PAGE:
I have a tough one for you.
My father died 14 years ago in Florida. I was 21 at the time and living in Arkansas. He had remarried my stepmother, but had been estranged from her for at least two years. My stepmother and my father were both in serious relationships with the people they were dating.
My stepmother has children from her previous marriage. My stepmother and father shared no children, and my father and his girlfriend shared no children. I am his only child and was born during his 16-year marriage to my mother.
I believe my father killed himself in 2008. But for years, no one believed me because they believed it to be an accidental overdose. You see, he had just had a back surgery and that procedure made his pain much worse, not better. He was prescribed antidepressants and painkillers, so everyone thought he overdosed on the pain pills after having one too many vodkas.
“‘I got the public record of the police investigation regarding his death, and in that record I discovered that he had left a handwritten suicide note.’”
This past July, I decided to know more. I got the autopsy and found out he OD’d off antidepressants. I got the public record of the police investigation regarding his death, and in that record I discovered that he had left a handwritten suicide note. It’s been 14 years now since his death, and I’m finally ready to deal with this.
I began digging and found out that my stepmother, who didn’t tell me about my father’s funeral or pay for it, took everything he had: his possessions, car, all of it.
What can I do — and what should I do?
I have nothing from my father, not a single scrap of anything, and I have blamed myself for 14 years for his death. My stepmother would have known about the letter, and every time I asked her over the years about what happened, she was hiding this from me.
A Giving Daughter Who Misses Her Dad
Dear Giving Daughter,
You have time on your side, and you don’t have time on your side. Let me explain.
The statute of limitations in Florida restricts the amount of time you have to contest a will (typically 90 days) and to file a claim against the estate or trust of a descendant (two years). So the window of opportunity has passed for both of those courses of action, given that your father passed away in 2008. That’s not to say you would have been successful even if you did file a legal challenge, particularly if your father had left a will.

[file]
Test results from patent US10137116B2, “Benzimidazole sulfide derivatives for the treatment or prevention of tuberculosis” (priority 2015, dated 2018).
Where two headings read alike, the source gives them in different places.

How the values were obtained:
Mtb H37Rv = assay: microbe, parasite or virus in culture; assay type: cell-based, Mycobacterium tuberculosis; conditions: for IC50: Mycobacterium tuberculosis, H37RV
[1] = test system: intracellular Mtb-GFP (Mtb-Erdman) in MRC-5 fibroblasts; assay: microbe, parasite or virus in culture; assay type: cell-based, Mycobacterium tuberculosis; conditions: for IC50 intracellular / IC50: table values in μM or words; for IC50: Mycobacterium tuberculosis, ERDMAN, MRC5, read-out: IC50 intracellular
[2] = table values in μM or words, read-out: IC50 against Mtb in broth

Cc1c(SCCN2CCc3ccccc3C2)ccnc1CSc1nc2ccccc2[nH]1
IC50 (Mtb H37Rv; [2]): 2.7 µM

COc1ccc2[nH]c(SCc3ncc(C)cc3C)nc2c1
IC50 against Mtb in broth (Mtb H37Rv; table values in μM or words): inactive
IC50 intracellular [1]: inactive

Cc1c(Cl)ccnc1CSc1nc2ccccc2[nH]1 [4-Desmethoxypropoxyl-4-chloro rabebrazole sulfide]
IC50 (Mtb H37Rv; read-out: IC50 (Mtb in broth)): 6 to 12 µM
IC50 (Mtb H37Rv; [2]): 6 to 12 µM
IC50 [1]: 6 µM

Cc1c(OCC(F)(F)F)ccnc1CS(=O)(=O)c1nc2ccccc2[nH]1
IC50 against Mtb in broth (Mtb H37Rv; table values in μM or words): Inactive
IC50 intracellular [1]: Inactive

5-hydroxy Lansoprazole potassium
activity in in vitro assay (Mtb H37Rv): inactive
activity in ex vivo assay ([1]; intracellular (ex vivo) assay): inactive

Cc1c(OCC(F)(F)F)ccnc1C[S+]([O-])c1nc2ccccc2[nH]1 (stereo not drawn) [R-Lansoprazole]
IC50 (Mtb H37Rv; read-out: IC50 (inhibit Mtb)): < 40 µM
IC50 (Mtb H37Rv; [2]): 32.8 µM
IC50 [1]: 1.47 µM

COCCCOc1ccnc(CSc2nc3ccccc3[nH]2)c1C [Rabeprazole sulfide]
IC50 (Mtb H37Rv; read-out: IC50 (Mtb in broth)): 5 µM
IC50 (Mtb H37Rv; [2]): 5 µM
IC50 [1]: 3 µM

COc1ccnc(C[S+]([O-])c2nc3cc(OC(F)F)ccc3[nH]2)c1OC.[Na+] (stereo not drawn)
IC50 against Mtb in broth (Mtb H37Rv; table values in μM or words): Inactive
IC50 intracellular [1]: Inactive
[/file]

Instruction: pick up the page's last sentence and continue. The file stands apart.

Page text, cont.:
If someone dies intestate in Florida, however, and the deceased spouse has a child from another relationship, the surviving spouse receives half of the estate, and the child of the deceased spouse receives the other half. But that would apply to your father’s separate property, and I am assuming that your stepmother and father shared assets. For instance, they may have co-owned a home as joint tenants with rights of survivorship.
You do have time on your side for everything else, and for you this is the really important stuff. Your stepmother and your father’s relationship may have been far from perfect, but they chose each other. I feel your pain that the cause of your father’s death was kept from you, but people don’t always act in a logical or proper fashion during times of grief. And as counterproductive as it may seem now, she may have been trying to protect you.
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